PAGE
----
“…This excellent book will influence younger students about our hard-won voting rights…Schuett’s illustrations extend the text with details that add to the characterizations and dramatic scenes. Extensive back matter provides short biographies of Bessie and Anthony as well as a time-line about the fight to achieve the vote for women…Read aloud this story to encourage a conversation about voting rights and being involved in our democracy…”

Children’s Book Compass blog

Teacher’s Guide | Buy Now: Amazon | Shop local with IndieBound

Claire’s latest book is getting lots of attention all over the country.

All Bessie wants is to go hiking with her father and brothers. But it’s 1896 and girls don’t get to hike. They can’t vote either, which Bessie discovers when Susan B. Anthony comes to town to help lead the campaign for women’s suffrage.

 

“This earnest story springs from the life of Bessie Keith Pond…Rendered in thick, forceful strokes, Schuett’s gouache paintings easily convey Bessie’s energy and Anthony’s conviction.”

Publishers Weekly

Watch the book trailer!

The new Marching With Aunt Susan book trailer, presented by Get Kdz Lit. Watch the video to find our more about the book and view selected artwork from the book.

More multimedia resources for Marching With Aunt Susan

Click to view the Flickr slideshow of Claire’s visit to EWU Libraries.

 

Slideshow: Click the image to the right to view a slideshow of images from Claire’s visit to the Eastern Washinton University library, where she spoke about Marching With Aunt Susan as well as the process of writing for children.

Inside peek: Click here to take a peek at the images found inside the cover.

That Woman & Big Noise: Women’s Suffrage in WA: Claire participated in this staged play about women’s suffrage in Washington State. Visit the Facebook page to learn more about this play.

 

Reviews for “Marching With Aunt Susan”

Eight-year-old Eden reviews Marching With Aunt Susan. Read her review at the Read, Write, Repeat blog.

Eight-year-old Eden reviews Marching With Aunt Susan.

Check out 8-year-old Eden’s review of “Marching With Aunt Susan” posted on the Read, Write, Repeat blog.

Read a review by Margo Tanenbaum at The Fourth Musketeer blog.

“…This excellent book will influence younger students about our hard-won voting rights…Schuett’s illustrations extend the text with details that add to the characterizations and dramatic scenes. Extensive back matter provides short biographies of Bessie and Anthony as well as a time-line about the fight to achieve the vote for women…Read aloud this story to encourage a conversation about voting rights and being involved in our democracy…”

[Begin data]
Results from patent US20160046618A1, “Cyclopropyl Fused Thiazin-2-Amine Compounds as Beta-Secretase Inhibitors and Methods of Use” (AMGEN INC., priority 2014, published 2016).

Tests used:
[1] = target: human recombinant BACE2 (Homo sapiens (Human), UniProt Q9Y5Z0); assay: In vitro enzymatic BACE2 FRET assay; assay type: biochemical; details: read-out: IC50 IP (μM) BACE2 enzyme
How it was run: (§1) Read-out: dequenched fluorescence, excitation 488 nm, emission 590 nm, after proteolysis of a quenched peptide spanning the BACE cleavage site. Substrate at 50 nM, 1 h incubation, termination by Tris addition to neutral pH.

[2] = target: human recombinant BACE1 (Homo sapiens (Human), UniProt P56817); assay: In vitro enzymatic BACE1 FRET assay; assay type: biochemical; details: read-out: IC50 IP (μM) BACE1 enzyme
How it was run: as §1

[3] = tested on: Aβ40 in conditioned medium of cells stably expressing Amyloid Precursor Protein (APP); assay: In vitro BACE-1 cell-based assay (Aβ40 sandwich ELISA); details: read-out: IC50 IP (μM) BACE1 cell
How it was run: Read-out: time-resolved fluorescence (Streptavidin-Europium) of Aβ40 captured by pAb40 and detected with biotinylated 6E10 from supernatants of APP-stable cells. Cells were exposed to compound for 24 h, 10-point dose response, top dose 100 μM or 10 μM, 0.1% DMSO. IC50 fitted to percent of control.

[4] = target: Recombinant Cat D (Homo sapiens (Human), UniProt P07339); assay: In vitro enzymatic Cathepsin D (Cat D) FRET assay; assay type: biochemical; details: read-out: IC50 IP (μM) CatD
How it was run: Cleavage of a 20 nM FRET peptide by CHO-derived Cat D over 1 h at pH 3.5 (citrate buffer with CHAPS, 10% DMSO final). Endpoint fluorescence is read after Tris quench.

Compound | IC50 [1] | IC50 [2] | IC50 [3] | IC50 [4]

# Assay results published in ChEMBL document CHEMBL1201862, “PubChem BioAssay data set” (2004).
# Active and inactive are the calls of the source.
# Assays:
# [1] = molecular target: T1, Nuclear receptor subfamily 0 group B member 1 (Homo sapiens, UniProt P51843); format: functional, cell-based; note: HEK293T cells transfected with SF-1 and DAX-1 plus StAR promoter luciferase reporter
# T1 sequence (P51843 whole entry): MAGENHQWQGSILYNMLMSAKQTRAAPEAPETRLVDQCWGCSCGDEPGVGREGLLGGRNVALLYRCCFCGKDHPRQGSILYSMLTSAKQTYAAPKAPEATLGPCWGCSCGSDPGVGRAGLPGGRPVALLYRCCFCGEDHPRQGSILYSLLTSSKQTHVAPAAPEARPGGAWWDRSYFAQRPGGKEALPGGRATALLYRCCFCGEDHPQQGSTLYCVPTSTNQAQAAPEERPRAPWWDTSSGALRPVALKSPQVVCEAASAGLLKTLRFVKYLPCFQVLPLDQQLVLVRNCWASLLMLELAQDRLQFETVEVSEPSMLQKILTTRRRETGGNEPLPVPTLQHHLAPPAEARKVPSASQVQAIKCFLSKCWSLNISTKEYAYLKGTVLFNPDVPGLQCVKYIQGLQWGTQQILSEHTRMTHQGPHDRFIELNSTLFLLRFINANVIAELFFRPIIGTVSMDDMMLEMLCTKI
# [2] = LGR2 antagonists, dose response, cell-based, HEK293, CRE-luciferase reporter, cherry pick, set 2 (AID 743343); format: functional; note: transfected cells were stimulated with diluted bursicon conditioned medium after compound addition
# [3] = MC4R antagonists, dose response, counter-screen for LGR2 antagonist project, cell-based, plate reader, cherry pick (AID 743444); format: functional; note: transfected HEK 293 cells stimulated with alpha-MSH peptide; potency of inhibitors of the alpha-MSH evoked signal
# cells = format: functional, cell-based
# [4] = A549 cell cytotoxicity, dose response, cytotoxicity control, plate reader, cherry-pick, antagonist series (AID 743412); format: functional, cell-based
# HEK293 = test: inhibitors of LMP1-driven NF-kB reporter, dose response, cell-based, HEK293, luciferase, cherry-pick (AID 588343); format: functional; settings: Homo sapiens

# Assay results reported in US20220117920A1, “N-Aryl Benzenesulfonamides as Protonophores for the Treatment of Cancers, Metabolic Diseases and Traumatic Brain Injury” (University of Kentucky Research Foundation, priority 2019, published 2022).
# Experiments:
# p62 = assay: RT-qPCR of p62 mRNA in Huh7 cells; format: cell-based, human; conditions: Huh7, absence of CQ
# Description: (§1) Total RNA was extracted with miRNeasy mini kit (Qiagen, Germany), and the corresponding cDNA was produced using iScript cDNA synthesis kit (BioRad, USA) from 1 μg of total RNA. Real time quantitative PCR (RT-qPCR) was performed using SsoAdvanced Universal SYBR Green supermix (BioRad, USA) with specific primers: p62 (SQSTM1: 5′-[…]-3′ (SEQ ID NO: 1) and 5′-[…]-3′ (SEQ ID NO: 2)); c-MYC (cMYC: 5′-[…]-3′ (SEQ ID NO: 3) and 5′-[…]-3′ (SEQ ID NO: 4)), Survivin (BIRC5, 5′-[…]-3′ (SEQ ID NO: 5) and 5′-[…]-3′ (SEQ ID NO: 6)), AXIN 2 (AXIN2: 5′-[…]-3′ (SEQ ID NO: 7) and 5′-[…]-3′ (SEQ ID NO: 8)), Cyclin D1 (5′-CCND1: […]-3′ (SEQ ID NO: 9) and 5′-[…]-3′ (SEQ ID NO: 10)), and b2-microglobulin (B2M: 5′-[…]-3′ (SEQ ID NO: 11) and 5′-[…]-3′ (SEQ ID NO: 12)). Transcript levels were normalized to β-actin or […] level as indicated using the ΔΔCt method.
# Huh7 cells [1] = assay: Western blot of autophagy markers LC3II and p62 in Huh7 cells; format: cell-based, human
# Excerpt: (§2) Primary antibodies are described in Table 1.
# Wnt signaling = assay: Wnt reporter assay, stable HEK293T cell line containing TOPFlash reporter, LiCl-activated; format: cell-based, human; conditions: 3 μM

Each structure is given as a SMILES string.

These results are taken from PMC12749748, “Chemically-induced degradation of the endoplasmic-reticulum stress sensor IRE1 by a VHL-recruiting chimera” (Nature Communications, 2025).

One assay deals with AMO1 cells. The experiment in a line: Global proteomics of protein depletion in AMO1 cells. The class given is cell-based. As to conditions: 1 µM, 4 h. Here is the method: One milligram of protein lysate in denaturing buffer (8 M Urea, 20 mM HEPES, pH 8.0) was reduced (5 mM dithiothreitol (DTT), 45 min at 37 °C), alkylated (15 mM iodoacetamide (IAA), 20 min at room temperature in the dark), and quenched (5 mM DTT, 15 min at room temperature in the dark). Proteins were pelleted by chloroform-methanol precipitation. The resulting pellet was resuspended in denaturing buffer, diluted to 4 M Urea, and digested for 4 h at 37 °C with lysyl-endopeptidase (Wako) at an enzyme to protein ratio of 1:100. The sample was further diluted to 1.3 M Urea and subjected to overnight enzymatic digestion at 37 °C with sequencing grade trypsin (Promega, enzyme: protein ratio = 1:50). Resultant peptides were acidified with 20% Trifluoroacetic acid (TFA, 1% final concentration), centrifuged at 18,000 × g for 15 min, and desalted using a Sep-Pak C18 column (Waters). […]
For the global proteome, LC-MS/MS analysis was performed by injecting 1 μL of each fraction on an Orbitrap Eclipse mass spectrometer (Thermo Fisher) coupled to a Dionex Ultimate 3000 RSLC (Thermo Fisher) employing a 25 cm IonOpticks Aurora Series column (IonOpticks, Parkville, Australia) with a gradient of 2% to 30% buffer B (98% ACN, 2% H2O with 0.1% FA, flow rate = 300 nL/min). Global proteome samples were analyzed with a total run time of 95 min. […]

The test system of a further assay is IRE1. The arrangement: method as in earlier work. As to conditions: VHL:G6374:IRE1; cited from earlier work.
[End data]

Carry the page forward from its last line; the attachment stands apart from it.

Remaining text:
Children’s Book Compass blog

“…an excellent introduction to the women’s movement in general and Susan B. Anthony, in particular…”

Booklist

” It’s difficult today for girls to realize the constraints placed on their counterparts a century ago. Claire Rudolf Murphy brings that era vividly to life in this tale based on the experiences of a California girl named Bessie. […]”Read more.

Washington Parent 

Claire blogs about Susan B. Anthony

Claire Rudolf Murphy often writes as a guest blogger for literature and reading related blogs.

Click here to read the post at Kid Lit Celebrations Women’s History Month blog, titled “Failure Is Impossible: My Hero Susan B. Anthony.”

Awards and Praise for “Marching With Aunt Susan”

  • Oppenheim Toy Portfolio Gold Award ―Oppenheim Toy Portfolio 2011
  • Notable Social Studies Trade Books for Young People ―NCSS/CBC 2012
  • Amelia Bloomer Project ―Feminist Task Force of the Social Responsibilities Round Table of the American Library Association 2012
  • Kansas State Reading Circle Recommended Reading List (intermediate) ―Kansas National Education Association 2012
  • Best Children’s Books of the Year (starred) ―Bank Street College of Education 2012
  • Alabama Camellia Awards (nominee, grades 2-3) ―Alabama Department of Education 2012-2013
  • Teachers’ Choices ―IRA 2012
  • Delaware Diamonds (nominee, 3-5) ―Diamond State Reading Association 2012-2013
  • And Featured book of the week on the University of Tennessee, School of Information Sciences webpage.

 

 

 

 

 

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